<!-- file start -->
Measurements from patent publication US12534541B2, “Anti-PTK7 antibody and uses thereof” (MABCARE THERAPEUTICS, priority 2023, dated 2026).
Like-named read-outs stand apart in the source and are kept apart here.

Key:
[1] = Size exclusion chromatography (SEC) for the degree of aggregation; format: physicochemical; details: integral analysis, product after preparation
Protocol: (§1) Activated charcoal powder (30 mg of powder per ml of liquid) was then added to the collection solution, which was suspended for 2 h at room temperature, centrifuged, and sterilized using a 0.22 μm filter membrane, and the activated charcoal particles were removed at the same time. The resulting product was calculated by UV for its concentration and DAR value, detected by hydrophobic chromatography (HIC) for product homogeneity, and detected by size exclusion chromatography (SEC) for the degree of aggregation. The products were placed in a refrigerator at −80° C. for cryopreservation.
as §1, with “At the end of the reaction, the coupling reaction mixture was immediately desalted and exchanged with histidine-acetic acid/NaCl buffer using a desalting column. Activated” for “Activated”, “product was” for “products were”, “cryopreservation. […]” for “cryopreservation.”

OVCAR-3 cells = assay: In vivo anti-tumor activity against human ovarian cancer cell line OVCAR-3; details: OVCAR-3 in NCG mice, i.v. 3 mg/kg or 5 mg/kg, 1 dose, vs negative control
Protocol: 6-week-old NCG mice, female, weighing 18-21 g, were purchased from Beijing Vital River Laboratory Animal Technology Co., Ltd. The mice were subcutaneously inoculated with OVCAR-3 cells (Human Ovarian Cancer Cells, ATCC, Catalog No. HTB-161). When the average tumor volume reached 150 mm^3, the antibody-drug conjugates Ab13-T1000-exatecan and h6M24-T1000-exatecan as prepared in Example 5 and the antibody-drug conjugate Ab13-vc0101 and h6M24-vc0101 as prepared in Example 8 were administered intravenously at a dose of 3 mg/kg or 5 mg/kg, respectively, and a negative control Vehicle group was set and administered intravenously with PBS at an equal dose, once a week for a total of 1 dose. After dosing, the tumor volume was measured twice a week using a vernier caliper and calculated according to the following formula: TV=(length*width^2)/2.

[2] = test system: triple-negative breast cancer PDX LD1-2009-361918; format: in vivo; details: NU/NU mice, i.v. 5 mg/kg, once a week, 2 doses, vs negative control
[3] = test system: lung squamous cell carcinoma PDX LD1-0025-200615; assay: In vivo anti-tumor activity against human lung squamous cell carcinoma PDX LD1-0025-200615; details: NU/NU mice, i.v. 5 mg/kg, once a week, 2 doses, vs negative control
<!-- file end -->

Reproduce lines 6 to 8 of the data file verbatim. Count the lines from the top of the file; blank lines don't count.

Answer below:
as §1, with “At the end of the reaction, the coupling reaction mixture was immediately desalted and exchanged with histidine-acetic acid/NaCl buffer using a desalting column. Activated” for “Activated”, “product was” for “products were”, “cryopreservation. […]” for “cryopreservation.”

OVCAR-3 cells = assay: In vivo anti-tumor activity against human ovarian cancer cell line OVCAR-3; details: OVCAR-3 in NCG mice, i.v. 3 mg/kg or 5 mg/kg, 1 dose, vs negative control
Protocol: 6-week-old NCG mice, female, weighing 18-21 g, were purchased from Beijing Vital River Laboratory Animal Technology Co., Ltd. The mice were subcutaneously inoculated with OVCAR-3 cells (Human Ovarian Cancer Cells, ATCC, Catalog No. HTB-161). When the average tumor volume reached 150 mm^3, the antibody-drug conjugates Ab13-T1000-exatecan and h6M24-T1000-exatecan as prepared in Example 5 and the antibody-drug conjugate Ab13-vc0101 and h6M24-vc0101 as prepared in Example 8 were administered intravenously at a dose of 3 mg/kg or 5 mg/kg, respectively, and a negative control Vehicle group was set and administered intravenously with PBS at an equal dose, once a week for a total of 1 dose. After dosing, the tumor volume was measured twice a week using a vernier caliper and calculated according to the following formula: TV=(length*width^2)/2.